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The Green Hornet Review

I would never expect Seth Rogen and director Michel Gondry to come together for a superhero action flick, but weirder things have happened than a fat comedian and a French music video director working together. Stronger as a comedy than a superhero action flick, The Green Hornet is best watched with low expectations and appreciation for the outlandish. It's not even a bad flick: It's a goofy comedy vehicle for Seth Rogen, also allowing Taiwanese newcomer Jay Chou as Kato to shine as the Hornet's surprisingly entertaining (and capable) partner in vigilance.

For anyone who doesn't know, The Green Hornet is a radio/comic book hero in the same vein as Batman: a rich and smart vigilante. Rogen takes a slightly different skew on the source material, which took itself fairly serious. Instead of staunchly fighting crime and standing up for the rights of man, Rogen's version of The Green Hornet is about some spoiled rich kid acting out his superhero fantasies as a middle finger to his dead father.

But that's jumping ahead of ourselves. When Britt Reid's (Rogen) father apparently dies to a bee sting allergy, Britt is finally liberated from his domineering father and meets his family mechanic (and barista) Kato, in the process. Kato, (fantastically performed by Jay Chou) is just as bitter towards Reid's father, and together they team up to fight crime as The Green Hornet. Well, mostly it's Kato fighting crime with his awesome ability to see weapons as red and do kung-fu and drive an awesome car, but together they get the job done.

Leading up to the release of The Green Hornet, I've been interested to see how the film would address the Reid/Kato component. The original series painted Kato as Reid's compliant servant, which doesn't really fly nowadays. Director Michel Gondry (more known for his surreal and odd comedies) addresses this smartly, by portraying Reid and Kato's relationship as one of partners on equal footing where the servant issue becomes problematic. As a matter of fact, one primary plot point is their competition for the affections of Lenore (Cameron Diaz), Reid's smart and sexy secretary. While the treatment toward women isn't perfect, at least the relationship with Kato and Reid is somewhat progressive.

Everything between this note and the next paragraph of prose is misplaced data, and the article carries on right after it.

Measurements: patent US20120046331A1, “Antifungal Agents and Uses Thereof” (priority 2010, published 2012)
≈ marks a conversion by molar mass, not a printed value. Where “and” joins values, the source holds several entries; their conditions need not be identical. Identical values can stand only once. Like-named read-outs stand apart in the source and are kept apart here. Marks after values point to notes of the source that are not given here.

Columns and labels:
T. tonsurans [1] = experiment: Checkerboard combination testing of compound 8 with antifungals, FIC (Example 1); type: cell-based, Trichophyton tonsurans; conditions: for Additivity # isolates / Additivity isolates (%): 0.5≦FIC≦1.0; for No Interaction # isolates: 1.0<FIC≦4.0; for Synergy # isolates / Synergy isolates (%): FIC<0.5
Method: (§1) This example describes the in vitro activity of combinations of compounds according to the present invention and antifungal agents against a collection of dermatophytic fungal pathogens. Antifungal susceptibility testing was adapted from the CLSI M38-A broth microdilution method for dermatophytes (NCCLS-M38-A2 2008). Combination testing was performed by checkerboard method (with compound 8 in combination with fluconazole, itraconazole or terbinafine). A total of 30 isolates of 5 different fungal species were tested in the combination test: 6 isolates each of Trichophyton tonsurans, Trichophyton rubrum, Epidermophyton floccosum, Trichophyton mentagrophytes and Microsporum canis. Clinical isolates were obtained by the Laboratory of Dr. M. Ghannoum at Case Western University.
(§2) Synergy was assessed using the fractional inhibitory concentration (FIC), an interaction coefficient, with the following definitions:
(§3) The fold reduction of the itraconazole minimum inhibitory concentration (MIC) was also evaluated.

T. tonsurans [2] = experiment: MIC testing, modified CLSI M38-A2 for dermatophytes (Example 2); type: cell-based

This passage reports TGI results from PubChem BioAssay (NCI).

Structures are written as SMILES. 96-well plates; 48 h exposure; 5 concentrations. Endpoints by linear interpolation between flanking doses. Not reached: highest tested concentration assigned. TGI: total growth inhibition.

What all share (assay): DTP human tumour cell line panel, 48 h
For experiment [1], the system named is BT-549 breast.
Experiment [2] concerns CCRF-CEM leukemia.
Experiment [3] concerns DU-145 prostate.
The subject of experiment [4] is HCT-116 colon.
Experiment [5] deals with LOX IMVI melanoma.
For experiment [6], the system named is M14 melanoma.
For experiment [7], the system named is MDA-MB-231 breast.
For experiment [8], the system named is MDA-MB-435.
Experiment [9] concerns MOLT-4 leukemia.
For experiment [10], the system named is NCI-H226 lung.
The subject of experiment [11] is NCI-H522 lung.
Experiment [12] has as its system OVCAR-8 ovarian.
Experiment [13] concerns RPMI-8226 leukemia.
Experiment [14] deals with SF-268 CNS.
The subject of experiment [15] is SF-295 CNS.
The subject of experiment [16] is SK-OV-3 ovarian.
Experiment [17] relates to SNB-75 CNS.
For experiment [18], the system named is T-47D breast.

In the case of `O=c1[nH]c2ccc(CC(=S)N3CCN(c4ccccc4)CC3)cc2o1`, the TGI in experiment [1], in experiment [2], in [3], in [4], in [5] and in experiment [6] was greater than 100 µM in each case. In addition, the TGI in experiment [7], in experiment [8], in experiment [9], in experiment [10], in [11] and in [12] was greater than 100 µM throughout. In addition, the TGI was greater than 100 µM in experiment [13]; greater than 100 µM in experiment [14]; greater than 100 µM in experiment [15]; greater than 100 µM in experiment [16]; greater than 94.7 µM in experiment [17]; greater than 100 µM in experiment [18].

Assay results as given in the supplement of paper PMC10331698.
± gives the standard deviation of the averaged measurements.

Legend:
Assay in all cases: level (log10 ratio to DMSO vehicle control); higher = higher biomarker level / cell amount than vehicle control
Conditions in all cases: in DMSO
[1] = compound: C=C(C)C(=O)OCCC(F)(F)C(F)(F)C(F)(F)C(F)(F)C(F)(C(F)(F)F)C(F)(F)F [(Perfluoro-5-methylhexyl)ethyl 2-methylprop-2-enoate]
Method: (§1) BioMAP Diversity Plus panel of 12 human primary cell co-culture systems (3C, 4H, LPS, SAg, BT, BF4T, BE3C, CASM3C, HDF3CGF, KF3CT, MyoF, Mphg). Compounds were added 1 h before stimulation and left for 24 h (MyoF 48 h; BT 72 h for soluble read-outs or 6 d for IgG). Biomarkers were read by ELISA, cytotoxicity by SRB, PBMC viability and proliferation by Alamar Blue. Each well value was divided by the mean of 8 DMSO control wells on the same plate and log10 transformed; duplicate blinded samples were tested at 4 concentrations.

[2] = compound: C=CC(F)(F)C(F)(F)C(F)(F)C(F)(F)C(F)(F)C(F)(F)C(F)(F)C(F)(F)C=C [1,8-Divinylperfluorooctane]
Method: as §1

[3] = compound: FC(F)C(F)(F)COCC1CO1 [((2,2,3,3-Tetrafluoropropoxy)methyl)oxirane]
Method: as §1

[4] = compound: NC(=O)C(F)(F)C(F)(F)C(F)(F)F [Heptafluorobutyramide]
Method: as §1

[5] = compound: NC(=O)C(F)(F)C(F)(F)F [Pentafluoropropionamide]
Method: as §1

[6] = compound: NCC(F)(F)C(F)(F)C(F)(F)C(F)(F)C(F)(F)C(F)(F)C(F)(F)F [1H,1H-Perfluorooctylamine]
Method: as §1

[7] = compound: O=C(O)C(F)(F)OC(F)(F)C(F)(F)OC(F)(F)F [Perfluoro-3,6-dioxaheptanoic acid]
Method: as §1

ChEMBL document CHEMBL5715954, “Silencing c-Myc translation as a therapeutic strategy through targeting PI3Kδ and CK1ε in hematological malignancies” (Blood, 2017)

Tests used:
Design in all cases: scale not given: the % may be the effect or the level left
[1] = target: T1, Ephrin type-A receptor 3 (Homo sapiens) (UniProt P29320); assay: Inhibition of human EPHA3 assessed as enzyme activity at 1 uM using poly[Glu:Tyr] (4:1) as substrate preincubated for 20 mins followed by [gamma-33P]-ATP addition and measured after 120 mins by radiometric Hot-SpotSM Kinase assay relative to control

But when it comes to the actual crime fighting, the roles are reversed from the original. Kato is the capable martial arts master, as well as technological genius. He's the one who invents everything, and he's the one who modifies the car to withstand all of the silly acts of vigilance they perform. Reid is nothing more than an incompetent sidekick, providing laughs compared to Kato's abilities. Again, this is a buddy comedy, not really an superhero film full of angst, so it works.

Of course, any superhero film (even one played more for laughs than thrills) has to have a villain, and The Green Hornet has Benjamin Chudnofsky (Christoph Waltz), a Russian gangster struggling to be relevant as an old school mobster in a new century. He's honestly an odd character with an eccentric accent and his transformation into “Bloodnofsky” is merely fodder for Reid and Kato to have something to do. Unlike other superhero flicks, the evil villain is entirely secondary to the two buddies having a good time, and the film doesn't make any grandiose arguments or have silly voice-over providing a deep meaningful ending. The Green Hornet is just a twist on the familiar buddy comedy, and it's pretty damn successful.

There's something to be said for the visuals as well. While the movie was filmed in 2D, it went through 3D conversion. Normally I hate these sort of effect (see Tron: Legacy), but something about The Green Hornet charmed me. Maybe it is because the film isn't so dark that the 3D effect made it unwatchable, or maybe it's because the 3D is noticeable in every scene, but I found it to be a nice addition to the movie. Hell, the closing credits are the best use of the effect I've seen, and that is not even relevant to the film. Gondry and crew deserve respect for making a decent conversion that is worth our time.

Ultimately, I liked the film. I found the relationship between Reid and Kato to be interesting, and a fresh take on what could have easily been a 21st century version of 1950's racism. The car and action sequences are exciting, and the movie is funny. It's nothing to blow people away, but I hope this is the stepping stone for the immensely likable Jay Chou, and I wouldn't mind seeing more from this franchise. The Green Hornet may not have a killer sting, but there is certainly some bite.

Above Average

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Ben PerLee
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